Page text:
"Gone with the Wind" marks 75th anniversary

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Publicity still of Vivien Leigh, Olivia de Havilland, Leslie Howard, and David O. Selznick going over script for Gone With The Wind.

Harry Ransom Center at the University of Texas at Austin

Seventy-five years ago this month, the epic film "Gone with the Wind" premiered in Atlanta. And it's that city that's keeping the story of Scarlett O'Hara and Rhett Butler alive today. But the most successful movie of all time had a dark side as well and even today the film evokes both disfavor, and devotion, reports CBS News correspondent Michelle Miller.

Super-fans like Missouri native Novella Perrin call themselves, "windies."

"I always tell people I'd rather be called a 'windy' than a 'goner,'" Novella Perrin said.

She reunited with other "windies" at the Road to Tara Museum that boasts a unique collection of the film's manuscripts, costumes and historic artifacts. It's a trip she has made dozens of times.

For Perrin, there's one aspect of the film that drives the "windies'" obsession.

"I think it's because it has this universal aspect of survival," Perrin said. "Some people see a lot of redemption in it, and of course, the romance."

That sweeping and torrid love affair, told in state-of-the-art Technicolor, is an epic tale of a Southern plantation during the Civil War.

A then-unknown Vivian Leigh played the headstrong southerner, Scarlett O'Hara, who was more feminist than southern belle, and the king of Hollywood, Clark Gable, played the pragmatic Rhett Butler.

At four hours long, and filmed with seven color cameras, "Gone with the Wind" redefined American cinema and it's still the top grossing film of all time.

Historian John Wiley Jr. has published two books on the film and said it is the epitome of "old Hollywood."

"I think putting it in context, I think you can appreciate what it is, when it was made," Wiley said.

It was made in the midst of the Great Depression. The 1930s was a decade of entrenched racism, and while African-Americans struggled against Jim Crow, some say "Gone with the Wind" romanticized everything they were fighting.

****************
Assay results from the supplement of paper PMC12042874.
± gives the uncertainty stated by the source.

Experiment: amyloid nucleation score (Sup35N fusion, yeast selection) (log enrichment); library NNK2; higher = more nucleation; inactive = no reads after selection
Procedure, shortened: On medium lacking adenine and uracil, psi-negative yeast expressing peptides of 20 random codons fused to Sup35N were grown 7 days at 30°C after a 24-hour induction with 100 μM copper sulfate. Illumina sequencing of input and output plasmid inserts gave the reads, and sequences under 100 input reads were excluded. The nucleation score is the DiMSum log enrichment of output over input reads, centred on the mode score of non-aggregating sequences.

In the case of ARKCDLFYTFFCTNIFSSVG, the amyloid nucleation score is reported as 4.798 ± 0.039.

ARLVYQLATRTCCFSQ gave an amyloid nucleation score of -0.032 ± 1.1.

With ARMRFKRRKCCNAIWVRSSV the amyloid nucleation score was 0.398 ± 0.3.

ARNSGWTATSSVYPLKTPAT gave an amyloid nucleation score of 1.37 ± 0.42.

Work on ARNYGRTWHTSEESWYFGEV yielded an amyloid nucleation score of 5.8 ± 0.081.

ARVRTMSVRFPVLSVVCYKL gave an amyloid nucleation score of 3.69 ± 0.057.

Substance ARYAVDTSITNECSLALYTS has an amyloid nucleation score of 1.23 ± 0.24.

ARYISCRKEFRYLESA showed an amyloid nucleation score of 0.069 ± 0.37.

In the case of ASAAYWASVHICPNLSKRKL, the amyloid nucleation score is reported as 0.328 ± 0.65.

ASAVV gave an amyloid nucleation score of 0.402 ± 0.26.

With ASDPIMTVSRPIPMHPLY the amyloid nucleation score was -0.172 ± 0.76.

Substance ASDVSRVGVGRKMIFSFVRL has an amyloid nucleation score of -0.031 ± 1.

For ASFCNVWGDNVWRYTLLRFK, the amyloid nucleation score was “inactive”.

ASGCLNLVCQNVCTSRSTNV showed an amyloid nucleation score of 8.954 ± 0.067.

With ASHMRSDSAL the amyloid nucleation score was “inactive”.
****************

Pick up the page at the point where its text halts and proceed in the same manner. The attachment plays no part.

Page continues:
"Southerners took it as an appreciation of what they had gone through in the Civil War," Wiley said. "I think the rest of the country and the rest of the world looked at it differently."

Black newspapers threatened to boycott the movie calling it "anti-Negro propaganda", and accused filmmaker David O. Selznick of glorifying slavery. Under pressure, he removed the "N-word" and any direct reference to the Ku Klux Clan.

"Selznick wanted to make a movie that made money," Wiley said. "So he was gonna avoid those issues."

But black Atlantans say it was more complicated than that.

At the time there were calls that the film was perpetuating Jim Crow and negative stereotypes. Ambassador Andrew Young, mayor of Atlanta in the 1980s, said the city never looked at it like that. Atlanta was in transition at the time -- caught between the end of the Civil War and the birth of Civil Rights, he said.

He said when he saw Hattie McDaniel's performance on film, it was like seeing his grandmother.

"Many of the people in my family worked in white families. Even though they worked in white families and for white families, in our community they maintained the respect and dignity to which they were entitled," he said.

In dealing with their circumstances, he said they did what they had to do to survive

But the night McDaniel won the Oscar for her role, she was forced to sit in the back of the room, next to the kitchen.

It would take 50 years for Atlanta to fully embrace the film. Young had been on the front lines of the Civil Rights Movement, helped to redefine Atlanta as the New South and helped restore the home of Margaret Mitchell, the author of the novel the film was based on, into a museum. It was still important for him to keep the film's memory alive.

"We took the view that this was the end of slavery and the beginning of the New South and we didn't want people to forget," he said. "We identified with a triumphant spirit of Scarlett O'Hara as a woman who was going to make it no matter what."

Whether you see it as romantic or racist, Wiley said to take a cue from the film's heroine.

"Scarlett is the one who's, 'The Old South is gone. We need to move on. I need to make money. I don't want to be hungry.' So she is the one at the end who is surviving, and she rejected the Old South."